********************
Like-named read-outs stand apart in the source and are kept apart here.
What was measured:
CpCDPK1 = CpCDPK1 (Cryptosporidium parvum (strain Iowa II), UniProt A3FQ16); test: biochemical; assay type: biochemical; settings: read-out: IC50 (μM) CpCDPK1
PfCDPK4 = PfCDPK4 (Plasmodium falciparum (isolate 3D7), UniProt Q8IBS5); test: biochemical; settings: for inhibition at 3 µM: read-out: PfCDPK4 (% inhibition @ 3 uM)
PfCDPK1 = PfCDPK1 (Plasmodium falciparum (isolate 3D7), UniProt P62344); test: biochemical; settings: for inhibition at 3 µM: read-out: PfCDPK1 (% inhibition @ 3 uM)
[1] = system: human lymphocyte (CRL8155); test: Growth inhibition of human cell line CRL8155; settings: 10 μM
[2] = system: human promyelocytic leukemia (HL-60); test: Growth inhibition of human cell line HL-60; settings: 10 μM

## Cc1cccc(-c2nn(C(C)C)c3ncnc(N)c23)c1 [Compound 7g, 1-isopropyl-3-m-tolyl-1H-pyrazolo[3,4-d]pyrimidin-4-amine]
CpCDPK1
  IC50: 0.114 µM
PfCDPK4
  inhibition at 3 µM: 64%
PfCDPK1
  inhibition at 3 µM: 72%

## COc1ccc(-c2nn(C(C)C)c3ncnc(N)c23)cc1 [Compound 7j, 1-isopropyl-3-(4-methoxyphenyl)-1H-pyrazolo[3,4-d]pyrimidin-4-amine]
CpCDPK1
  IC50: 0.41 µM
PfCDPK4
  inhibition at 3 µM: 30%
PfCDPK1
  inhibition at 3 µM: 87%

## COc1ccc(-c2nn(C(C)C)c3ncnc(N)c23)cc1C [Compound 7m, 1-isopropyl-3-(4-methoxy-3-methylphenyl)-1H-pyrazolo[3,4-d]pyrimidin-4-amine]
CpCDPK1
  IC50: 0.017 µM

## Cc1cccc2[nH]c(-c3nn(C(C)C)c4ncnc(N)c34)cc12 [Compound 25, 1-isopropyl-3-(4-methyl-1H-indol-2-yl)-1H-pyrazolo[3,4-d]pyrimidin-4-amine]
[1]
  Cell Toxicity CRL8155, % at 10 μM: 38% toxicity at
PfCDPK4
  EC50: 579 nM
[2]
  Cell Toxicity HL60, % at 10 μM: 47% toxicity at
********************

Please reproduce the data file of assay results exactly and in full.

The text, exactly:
Like-named read-outs stand apart in the source and are kept apart here.
What was measured:
CpCDPK1 = CpCDPK1 (Cryptosporidium parvum (strain Iowa II), UniProt A3FQ16); test: biochemical; assay type: biochemical; settings: read-out: IC50 (μM) CpCDPK1
PfCDPK4 = PfCDPK4 (Plasmodium falciparum (isolate 3D7), UniProt Q8IBS5); test: biochemical; settings: for inhibition at 3 µM: read-out: PfCDPK4 (% inhibition @ 3 uM)
PfCDPK1 = PfCDPK1 (Plasmodium falciparum (isolate 3D7), UniProt P62344); test: biochemical; settings: for inhibition at 3 µM: read-out: PfCDPK1 (% inhibition @ 3 uM)
[1] = system: human lymphocyte (CRL8155); test: Growth inhibition of human cell line CRL8155; settings: 10 μM
[2] = system: human promyelocytic leukemia (HL-60); test: Growth inhibition of human cell line HL-60; settings: 10 μM

## Cc1cccc(-c2nn(C(C)C)c3ncnc(N)c23)c1 [Compound 7g, 1-isopropyl-3-m-tolyl-1H-pyrazolo[3,4-d]pyrimidin-4-amine]
CpCDPK1
  IC50: 0.114 µM
PfCDPK4
  inhibition at 3 µM: 64%
PfCDPK1
  inhibition at 3 µM: 72%

## COc1ccc(-c2nn(C(C)C)c3ncnc(N)c23)cc1 [Compound 7j, 1-isopropyl-3-(4-methoxyphenyl)-1H-pyrazolo[3,4-d]pyrimidin-4-amine]
CpCDPK1
  IC50: 0.41 µM
PfCDPK4
  inhibition at 3 µM: 30%
PfCDPK1
  inhibition at 3 µM: 87%

## COc1ccc(-c2nn(C(C)C)c3ncnc(N)c23)cc1C [Compound 7m, 1-isopropyl-3-(4-methoxy-3-methylphenyl)-1H-pyrazolo[3,4-d]pyrimidin-4-amine]
CpCDPK1
  IC50: 0.017 µM

## Cc1cccc2[nH]c(-c3nn(C(C)C)c4ncnc(N)c34)cc12 [Compound 25, 1-isopropyl-3-(4-methyl-1H-indol-2-yl)-1H-pyrazolo[3,4-d]pyrimidin-4-amine]
[1]
  Cell Toxicity CRL8155, % at 10 μM: 38% toxicity at
PfCDPK4
  EC50: 579 nM
[2]
  Cell Toxicity HL60, % at 10 μM: 47% toxicity at